MADRID — An Italian judge has ordered Italy to release a Spanish aid group's rescue ship that was impounded for taking 218 migrants to Italy, finding that the ship was operating in an emergency when it launched the rescue, the group said Monday.
Proactiva Open Arms said the ship was free to leave the Sicilian port of Pozzallo, but that prosecutors are still investigating whether its crew should face charges of criminal association and aiding illegal immigration.
Ragusa investigating magistrate Giovanni Giampiccolo recognized that the ship was acting under "a state of necessity" when it rescued the migrants off Libya's coast and refused Libyan coast guard commands to turn them over, Proactiva lawyer Rosa Lo Faro said.
The magistrate ruled that international standards call for those rescued at sea to be brought somewhere "safe" — and that Libya was not safe, the ANSA news agency reported.
The investigation stems from a tense high-seas standoff last month between the Open Arms crew and the Libyan coast guard. The group refused to hand over the migrants they had picked up in international waters and took them to Italy, where the ship was immediately impounded.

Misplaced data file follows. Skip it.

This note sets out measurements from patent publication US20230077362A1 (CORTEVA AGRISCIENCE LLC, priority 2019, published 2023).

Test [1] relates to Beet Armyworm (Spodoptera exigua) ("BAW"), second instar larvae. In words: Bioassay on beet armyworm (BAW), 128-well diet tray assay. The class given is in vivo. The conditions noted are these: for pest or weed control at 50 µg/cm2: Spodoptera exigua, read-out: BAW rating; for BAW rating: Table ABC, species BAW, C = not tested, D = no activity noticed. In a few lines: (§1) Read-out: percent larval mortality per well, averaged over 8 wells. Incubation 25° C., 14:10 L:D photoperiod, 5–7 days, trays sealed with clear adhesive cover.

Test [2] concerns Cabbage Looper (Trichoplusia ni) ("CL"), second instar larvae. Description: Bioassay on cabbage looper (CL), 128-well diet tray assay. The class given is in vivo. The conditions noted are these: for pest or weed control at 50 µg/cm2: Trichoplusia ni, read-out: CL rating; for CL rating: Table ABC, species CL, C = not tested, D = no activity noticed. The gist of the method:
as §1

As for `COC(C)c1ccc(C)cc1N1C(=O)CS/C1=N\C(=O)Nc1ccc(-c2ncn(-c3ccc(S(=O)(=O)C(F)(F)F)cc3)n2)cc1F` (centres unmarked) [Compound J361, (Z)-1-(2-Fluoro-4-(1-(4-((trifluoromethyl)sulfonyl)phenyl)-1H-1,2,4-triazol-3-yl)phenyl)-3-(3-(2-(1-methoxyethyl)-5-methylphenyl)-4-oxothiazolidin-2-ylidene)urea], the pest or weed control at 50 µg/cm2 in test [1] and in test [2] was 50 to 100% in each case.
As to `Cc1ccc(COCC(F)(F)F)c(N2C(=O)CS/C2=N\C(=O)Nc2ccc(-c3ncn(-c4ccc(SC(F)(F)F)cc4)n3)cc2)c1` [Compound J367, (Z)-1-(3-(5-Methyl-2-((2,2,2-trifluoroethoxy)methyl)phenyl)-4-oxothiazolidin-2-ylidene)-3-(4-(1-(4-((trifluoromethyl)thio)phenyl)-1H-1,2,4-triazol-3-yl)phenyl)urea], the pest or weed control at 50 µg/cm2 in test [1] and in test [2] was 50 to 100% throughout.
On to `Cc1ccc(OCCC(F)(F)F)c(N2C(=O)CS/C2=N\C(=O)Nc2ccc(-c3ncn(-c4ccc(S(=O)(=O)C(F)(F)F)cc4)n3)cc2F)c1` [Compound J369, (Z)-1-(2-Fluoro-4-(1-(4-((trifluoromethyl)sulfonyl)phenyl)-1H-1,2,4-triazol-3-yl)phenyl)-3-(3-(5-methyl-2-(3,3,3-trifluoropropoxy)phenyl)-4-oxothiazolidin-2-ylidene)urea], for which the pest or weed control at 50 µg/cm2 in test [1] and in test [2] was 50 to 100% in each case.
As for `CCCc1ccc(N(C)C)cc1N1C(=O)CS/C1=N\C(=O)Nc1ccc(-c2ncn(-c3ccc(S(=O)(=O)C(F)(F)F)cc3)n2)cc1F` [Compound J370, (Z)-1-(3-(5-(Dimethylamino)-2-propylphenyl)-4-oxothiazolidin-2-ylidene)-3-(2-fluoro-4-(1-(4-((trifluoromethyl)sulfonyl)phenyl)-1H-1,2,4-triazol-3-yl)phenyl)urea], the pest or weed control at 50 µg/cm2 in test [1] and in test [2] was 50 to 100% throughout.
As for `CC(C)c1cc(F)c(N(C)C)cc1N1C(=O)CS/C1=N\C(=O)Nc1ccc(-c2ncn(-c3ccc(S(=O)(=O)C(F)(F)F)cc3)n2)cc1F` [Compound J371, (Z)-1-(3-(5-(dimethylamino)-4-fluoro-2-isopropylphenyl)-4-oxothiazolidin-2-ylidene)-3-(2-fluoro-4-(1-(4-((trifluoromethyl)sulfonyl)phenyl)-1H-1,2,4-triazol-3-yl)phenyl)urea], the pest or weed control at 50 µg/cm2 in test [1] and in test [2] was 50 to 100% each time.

"At all times, we acted according to existing international norms and laws created to protect human lives at sea and the rights of those rescued," Open Arms said.
Amid a surge in anti-immigrant sentiment across Europe, Italy has been working to stem the tide of migrants leaving lawless Libya and arriving in Italy. It has helped the Libyan coast guard beef up its patrols, reduced the number of aid groups performing sea rescues and — in a move criticized by some aid groups — negotiated deals with Libyan militias that had long profited from trafficking humans.
The strategy has resulted in a 75 percent drop in the number of migrants arriving in Italy in the first three months of 2018, to some 6,100, according to Interior Ministry figures.